Sleep, or the lack thereof, is an issue for most people with fibromyalgia, including me. My most frequent sleep complaint is insomnia. After nodding off several times during the evening, I often go to bed exhausted. But instead of sleeping, I lie there staring at the ceiling for hours on end. Sound familiar?
Another of my issues is sleep apnea. I’m fortunate to have a moderate case of this disorder, but it’s enough that a CPAP machine was recommended. Unfortunately, my very narrow nasal passages make it impossible for me to use it. Without enough room for the air to go up my nose and into my lungs, the excess gushing air goes into my sinuses, causing pain and swelling by morning.
In addition to causing breathing to stop temporarily throughout the night, sleep apnea is a common cause of snoring. My husband will attest to the fact that I am a champion snorer. The noise I make is loud enough to awaken not only him and the dog but also myself. Then my issue becomes getting back to sleep. Again, I lie there for hours, too tired to get up or even to read (my eyes won’t focus), but unable to switch off my brain.
As a result of these two issues, sleep deprivation is a way of life for me. Whether I plan to or not, I rarely get through a day without a nap. However, it’s even rarer that I get through a nap without an unwanted phone call.
When the government created the “Do Not Call” registry, I rushed to add my name. At last, an answer to my problem — and that of so many others who for various reasons need to sleep during the day. And it worked! For roughly three months. During that time, the number of undesirable calls I received each day greatly reduced. I actually enjoyed an occasional uninterrupted nap in the afternoon.
But gradually, the calls came back — slowly at first, and then with a vengeance. Three months later, I had more calls than ever. Eventually, I complained to my local phone company and was encouraged to add my name to the “Do Not Call” list a second time.
Still hopeful, I made that call. A recorded message assured me that my name was already on the list. Adding it again was unnecessary. It appears that the telemarketers use more sophisticated technology to get their calls through to us than the government uses to stop them. Sadly, this registry is ineffective.
I next purchased a phone with an on-off ringer. Through no one’s fault but my own, it hasn’t been as helpful as I’d hoped. Many of my naps are unplanned (although not unwanted), so I haven’t enabled that wonderful feature.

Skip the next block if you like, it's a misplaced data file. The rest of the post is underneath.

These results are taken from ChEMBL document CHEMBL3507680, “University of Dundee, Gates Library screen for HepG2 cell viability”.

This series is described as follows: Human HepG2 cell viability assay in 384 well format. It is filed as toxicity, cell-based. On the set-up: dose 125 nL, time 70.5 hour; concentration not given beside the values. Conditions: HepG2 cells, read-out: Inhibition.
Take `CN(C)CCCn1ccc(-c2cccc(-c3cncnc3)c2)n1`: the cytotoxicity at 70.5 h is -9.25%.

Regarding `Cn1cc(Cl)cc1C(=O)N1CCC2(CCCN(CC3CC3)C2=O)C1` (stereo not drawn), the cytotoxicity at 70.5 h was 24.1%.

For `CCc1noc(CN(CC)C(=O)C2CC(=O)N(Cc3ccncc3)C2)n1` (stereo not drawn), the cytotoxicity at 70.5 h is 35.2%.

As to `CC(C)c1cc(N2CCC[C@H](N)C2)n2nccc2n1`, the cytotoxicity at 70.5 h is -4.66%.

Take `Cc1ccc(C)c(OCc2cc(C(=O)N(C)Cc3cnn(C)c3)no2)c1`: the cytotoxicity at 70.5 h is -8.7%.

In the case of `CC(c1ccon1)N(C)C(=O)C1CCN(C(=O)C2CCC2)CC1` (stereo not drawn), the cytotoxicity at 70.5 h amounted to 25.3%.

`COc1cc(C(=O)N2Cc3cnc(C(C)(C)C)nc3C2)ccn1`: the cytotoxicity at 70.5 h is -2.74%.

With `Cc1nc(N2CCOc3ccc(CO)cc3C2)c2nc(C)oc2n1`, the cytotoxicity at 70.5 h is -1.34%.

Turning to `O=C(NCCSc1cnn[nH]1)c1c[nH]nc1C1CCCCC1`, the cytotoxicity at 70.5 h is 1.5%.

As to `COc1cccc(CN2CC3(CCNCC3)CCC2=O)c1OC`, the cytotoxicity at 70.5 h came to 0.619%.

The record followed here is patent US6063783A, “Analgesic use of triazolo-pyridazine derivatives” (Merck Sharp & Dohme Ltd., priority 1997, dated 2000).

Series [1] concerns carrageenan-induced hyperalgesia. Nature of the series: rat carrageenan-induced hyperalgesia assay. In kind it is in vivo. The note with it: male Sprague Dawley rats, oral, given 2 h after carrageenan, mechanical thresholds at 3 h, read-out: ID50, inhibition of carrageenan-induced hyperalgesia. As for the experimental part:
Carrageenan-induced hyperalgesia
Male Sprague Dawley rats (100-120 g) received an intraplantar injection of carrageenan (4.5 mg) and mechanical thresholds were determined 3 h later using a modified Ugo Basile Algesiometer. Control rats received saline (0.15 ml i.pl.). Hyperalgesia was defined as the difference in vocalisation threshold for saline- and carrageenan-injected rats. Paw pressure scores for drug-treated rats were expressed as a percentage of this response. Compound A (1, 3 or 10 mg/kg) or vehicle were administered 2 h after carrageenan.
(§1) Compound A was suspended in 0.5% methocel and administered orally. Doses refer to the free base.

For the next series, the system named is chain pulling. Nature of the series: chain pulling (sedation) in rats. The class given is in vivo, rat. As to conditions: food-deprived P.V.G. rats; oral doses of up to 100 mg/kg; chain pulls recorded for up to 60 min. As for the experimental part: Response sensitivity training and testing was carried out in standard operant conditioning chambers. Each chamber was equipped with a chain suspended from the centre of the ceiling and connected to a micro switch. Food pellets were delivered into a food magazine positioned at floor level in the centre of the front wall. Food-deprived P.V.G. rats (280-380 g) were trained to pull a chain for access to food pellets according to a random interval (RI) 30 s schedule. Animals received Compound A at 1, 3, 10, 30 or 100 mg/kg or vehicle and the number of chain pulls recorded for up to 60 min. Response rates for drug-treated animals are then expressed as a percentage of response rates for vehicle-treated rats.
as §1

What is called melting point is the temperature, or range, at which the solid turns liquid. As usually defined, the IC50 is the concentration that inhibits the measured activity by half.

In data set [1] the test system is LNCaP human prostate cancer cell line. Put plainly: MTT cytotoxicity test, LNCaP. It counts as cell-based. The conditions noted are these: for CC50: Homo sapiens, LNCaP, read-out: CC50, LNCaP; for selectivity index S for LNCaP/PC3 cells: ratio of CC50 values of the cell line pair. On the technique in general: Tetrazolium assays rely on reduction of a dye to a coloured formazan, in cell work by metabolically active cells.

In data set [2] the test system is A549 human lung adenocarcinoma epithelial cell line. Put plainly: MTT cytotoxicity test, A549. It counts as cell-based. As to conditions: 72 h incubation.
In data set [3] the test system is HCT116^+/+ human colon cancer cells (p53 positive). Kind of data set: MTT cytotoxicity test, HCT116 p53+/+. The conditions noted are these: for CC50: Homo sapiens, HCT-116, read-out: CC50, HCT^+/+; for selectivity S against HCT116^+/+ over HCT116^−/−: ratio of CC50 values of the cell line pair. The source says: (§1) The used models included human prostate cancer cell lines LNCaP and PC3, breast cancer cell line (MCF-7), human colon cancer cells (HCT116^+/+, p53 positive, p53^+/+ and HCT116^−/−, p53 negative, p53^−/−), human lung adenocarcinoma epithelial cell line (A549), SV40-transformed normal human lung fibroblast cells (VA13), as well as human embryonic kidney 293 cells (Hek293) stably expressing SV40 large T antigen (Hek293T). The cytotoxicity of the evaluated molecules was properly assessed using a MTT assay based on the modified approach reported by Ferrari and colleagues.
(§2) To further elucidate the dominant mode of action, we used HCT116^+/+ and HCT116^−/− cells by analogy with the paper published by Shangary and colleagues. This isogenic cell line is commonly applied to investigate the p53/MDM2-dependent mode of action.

The “Do Not Disturb” feature on my cellphone could also be useful. But for the same reason, I rarely turn it on. I hate to miss even a short nap if I’m lucky enough to catch one.
I could always opt for my phone to never ring at all. That way I could sleep all I wanted to, but I’d lose touch with the outside world and the people I really do want in my life.
The only solution that occurs to me is for someone with fibromyalgia to be responsible for enforcing what is currently a useless “Do Not Call” registry. That person would be one of the most dedicated workers in the country, motivated by a basic human need. The need for sleep is so strong it follows only the need for air, water, food, shelter, and safety. I’d volunteer for the job myself, but right now I really need a nap.
Note: Fibromyalgia News Today is strictly a news and information website about the disease. It does not provide medical advice, diagnosis, or treatment. This content is not intended to be a substitute for professional medical advice, diagnosis, or treatment. Always seek the advice of your physician or other qualified health provider with any questions you may have regarding a medical condition. Never disregard professional medical advice or delay in seeking it because of something you have read on this website. The opinions expressed in this column are not those of Fibromyalgia News Today, or its parent company, BioNews Services, and are intended to spark discussion about issues pertaining to fibromyalgia.
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